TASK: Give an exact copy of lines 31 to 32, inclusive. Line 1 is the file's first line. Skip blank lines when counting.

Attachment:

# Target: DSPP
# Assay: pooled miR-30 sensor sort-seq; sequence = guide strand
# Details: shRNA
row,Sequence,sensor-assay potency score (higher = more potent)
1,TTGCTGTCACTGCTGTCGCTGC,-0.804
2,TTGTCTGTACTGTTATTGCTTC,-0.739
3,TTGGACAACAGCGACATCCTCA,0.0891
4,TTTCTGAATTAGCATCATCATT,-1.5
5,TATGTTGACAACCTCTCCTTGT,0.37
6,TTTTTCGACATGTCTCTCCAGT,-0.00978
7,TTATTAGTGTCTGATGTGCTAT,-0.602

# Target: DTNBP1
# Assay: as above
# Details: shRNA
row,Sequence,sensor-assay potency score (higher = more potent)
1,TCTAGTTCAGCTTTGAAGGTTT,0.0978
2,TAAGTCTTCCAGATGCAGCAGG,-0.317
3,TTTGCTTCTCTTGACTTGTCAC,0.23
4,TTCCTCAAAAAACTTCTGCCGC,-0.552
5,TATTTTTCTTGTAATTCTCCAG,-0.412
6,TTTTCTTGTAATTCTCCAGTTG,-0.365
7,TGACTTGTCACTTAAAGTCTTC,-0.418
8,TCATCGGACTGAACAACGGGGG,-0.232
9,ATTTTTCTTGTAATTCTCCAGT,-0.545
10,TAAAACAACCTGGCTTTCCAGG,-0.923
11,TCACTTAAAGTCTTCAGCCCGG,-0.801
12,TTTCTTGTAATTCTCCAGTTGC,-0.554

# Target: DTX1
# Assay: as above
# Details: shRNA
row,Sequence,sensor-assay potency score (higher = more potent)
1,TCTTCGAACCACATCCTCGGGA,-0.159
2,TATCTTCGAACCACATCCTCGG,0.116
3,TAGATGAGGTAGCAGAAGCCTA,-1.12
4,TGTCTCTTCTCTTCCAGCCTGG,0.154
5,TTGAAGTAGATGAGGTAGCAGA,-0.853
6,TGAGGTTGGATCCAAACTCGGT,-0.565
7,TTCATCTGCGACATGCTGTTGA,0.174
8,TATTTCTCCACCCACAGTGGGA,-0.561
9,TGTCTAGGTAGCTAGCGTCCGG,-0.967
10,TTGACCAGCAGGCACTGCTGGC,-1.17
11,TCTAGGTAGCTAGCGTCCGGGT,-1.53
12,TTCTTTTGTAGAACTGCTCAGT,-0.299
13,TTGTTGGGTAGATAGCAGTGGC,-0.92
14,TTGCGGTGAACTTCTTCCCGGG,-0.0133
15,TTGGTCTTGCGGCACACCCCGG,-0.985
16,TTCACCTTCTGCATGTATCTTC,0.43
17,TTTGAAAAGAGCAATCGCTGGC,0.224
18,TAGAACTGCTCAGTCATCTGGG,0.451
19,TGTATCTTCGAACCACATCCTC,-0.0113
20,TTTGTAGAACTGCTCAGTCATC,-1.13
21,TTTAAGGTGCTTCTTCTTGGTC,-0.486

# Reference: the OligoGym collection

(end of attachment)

row,Sequence,sensor-assay potency score (higher = more potent)
1,TCTTCGAACCACATCCTCGGGA,-0.159